Two discussion responses needed 100 words each
Each response should have a minimum of 100 words and be respectful of others’ opinions and beliefs that differ from your own.
(4-2d) Minimum wage: The example in the book, are low skilled workers made $7 and hour. A wage increase of $10 will have a negative effect on labor forces. (Gwartney. Stroup, Sobel, & Macpherson, 2018). This effect differs by location, if you live in New York City, or San Francisco these cities has a higher cost of living than most locations. Making minimum wage a non livable wage.
Pro Minimum Wage: At a federal level this may be harder to digest. However, if it is in a more localized level this argument is better framed to change the minimum wage. In Oregon, Tualatin Hills Park District area an increase of $12 to $15 increased the state budget from 500,000 to 2.7 million (Iracki, 2020). This positively effected the lives of the workers and helped build the tax revenues in those areas.
Con Minimum Wage: Current minimum wage is 7.25. in 2011 4 million Americans worked at or below minimum wage (this is illegal and is off the books). What is the typical minimum wage employee. A 2012 study found 78% work at least 20 hours a week and 80% of those are 20 years or older. Percentages are great but what are the real numbers. In 2011 1.68 million workers earn minimum wage (Iracki, 2020). The US population has over 330 million people (United States Census Bureau, 2020). The public math is .005% of the population earn minimum wage. The obvious argument, is why do you risk the negative economic impact to the economy for low skilled labor that comprise less than half of 1%. My guess is its more of a political argument rather than a work to improve equality of income.
Iracki, A. (2020). Revisiting Minimum Wage Increases: Park and recreation professionals talk budgets and staff pay five years later. Parks & Recreation, 44–47.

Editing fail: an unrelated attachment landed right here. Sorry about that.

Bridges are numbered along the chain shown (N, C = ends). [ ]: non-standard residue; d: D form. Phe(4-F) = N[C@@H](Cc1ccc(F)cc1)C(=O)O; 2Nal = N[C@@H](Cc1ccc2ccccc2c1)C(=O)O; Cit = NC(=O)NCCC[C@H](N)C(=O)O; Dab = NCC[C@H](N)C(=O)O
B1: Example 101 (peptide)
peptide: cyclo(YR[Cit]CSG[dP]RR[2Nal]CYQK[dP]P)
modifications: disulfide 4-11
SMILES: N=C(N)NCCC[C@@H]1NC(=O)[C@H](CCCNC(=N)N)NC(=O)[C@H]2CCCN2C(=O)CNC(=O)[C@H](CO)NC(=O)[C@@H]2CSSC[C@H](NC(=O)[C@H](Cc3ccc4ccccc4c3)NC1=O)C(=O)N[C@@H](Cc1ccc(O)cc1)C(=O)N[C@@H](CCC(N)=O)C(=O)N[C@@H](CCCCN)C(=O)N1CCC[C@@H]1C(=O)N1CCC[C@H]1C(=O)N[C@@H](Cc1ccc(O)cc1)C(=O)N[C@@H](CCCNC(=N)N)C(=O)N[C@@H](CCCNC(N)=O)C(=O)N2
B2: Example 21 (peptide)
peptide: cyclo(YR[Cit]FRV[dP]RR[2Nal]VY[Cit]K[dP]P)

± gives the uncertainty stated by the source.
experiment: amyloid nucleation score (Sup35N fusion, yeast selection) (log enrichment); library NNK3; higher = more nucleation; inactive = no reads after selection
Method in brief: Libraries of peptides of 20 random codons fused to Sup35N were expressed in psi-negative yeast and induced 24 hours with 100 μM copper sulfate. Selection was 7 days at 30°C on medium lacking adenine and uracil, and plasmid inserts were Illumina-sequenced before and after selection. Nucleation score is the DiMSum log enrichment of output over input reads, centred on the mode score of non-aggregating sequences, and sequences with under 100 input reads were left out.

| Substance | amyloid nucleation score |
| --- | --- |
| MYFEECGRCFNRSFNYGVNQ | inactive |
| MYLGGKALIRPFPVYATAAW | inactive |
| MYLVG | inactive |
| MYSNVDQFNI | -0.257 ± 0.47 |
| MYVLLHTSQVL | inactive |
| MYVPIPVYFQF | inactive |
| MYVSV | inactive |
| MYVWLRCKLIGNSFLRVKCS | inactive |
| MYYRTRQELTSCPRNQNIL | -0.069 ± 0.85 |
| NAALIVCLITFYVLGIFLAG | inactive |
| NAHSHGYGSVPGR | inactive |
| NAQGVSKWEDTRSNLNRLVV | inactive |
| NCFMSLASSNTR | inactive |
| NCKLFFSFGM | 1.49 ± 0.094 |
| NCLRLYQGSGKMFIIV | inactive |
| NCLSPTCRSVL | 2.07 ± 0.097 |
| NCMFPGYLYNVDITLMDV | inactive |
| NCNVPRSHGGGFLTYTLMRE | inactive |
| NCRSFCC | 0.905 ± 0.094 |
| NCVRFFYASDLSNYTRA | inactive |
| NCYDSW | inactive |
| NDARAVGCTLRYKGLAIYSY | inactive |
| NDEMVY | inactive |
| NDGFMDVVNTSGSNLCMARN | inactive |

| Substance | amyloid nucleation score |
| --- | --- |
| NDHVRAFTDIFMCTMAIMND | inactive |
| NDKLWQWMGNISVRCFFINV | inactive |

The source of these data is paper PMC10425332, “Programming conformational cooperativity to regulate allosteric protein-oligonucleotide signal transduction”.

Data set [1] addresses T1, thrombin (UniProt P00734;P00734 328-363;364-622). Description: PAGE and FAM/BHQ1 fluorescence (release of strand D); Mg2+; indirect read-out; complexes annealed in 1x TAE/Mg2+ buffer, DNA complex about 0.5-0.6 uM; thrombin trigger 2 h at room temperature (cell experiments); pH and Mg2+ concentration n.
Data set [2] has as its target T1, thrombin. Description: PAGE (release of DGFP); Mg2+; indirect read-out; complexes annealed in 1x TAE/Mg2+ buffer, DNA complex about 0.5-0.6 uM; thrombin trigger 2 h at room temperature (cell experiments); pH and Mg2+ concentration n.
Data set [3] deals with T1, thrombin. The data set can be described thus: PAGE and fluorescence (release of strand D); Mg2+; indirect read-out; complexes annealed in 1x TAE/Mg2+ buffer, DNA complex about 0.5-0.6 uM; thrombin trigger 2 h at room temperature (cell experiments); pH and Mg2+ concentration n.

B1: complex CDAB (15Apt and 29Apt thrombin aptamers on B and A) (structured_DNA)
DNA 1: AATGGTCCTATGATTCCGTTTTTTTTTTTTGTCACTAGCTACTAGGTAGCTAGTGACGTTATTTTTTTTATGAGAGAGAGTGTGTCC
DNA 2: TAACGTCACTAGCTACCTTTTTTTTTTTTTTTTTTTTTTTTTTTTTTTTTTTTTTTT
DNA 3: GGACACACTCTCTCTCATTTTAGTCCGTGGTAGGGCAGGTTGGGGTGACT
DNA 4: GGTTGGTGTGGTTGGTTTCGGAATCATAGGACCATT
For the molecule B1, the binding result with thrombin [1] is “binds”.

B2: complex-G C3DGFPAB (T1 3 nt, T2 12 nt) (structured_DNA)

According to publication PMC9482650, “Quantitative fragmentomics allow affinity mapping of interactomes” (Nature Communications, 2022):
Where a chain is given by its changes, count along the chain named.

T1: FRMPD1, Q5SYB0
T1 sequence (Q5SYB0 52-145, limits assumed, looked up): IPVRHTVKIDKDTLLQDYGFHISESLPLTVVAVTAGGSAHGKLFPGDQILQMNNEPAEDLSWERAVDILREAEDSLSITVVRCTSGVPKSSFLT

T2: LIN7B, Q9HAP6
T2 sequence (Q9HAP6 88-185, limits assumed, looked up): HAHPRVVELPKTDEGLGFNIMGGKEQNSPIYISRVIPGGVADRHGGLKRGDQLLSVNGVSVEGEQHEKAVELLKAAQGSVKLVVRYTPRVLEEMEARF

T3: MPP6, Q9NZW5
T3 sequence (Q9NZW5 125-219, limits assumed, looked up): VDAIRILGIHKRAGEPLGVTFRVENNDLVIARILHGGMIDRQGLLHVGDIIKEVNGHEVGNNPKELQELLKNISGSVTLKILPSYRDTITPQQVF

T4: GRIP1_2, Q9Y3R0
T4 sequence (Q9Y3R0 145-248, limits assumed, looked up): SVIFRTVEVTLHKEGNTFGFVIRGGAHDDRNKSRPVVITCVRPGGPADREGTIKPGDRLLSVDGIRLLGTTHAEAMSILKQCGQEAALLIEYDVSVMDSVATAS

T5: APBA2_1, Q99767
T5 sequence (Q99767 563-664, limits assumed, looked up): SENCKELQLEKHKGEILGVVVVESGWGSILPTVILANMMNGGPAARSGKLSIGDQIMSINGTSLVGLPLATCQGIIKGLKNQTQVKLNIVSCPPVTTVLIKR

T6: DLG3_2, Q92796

Gwartney, J. A., Stroup, R. L., Sobel, R. L., & Macpherson, D. A. (2018). Macroeconomics: Private and public choice (16th ed.). Retrieved from https://www.cengage.com
Debt.org, n.d. retrieved from https://www.debt.org/jobs/minimum-wage/
United States Census Bureau, 2020, U.S. and World Population Clock. Retrieved from https://www.census.gov/popclock/
Looking at a minimum wage has been a constant issue and argument for many, many years. A minimum wage is a price floor which maintains a specific standard of payment. The base level argument against minimum wage is that it goes against the capitalistic mentality of allowing for open competition and free-market effects. The rise in minimum wage also has significant negative effects. A policy decision like increasing the minimum wage is not cost-free; someone has to pay for it. Economic research indicates that those who pay the most are unskilled youth through fewer job opportunities, consumers through higher prices, and taxpayers through higher taxes or fewer services (Wilson, 1998). There are many impacts to other groups to enable the ability to have a higher minimum wage. What a lack of minimum wage would cause is motivation for individuals to grow their skills and capabilities in order to continue to make more money. Together, the employment and unemployment effects estimated by the typical study suggest a reduction in labor force participation due to the imposition of a minimum wage (Brown, 1988). When the minimum wage rises, what this also does is it adds burden to small businesses. This then causes a reduction in job opportunities and causes a never-ending circular issue.
Brown, C. (1988). Minimum Wage Laws: Are They Overrated? https://www.aeaweb.org/articles?id=10.1257/jep.2.3.133
Wilson, M. D., (1998). INCREASING THE MANDATED MINIMUM WAGE: WHO PAYS THE PRICE? http://thf_media.s3.amazonaws.com/1998/pdf/bg1162.pdf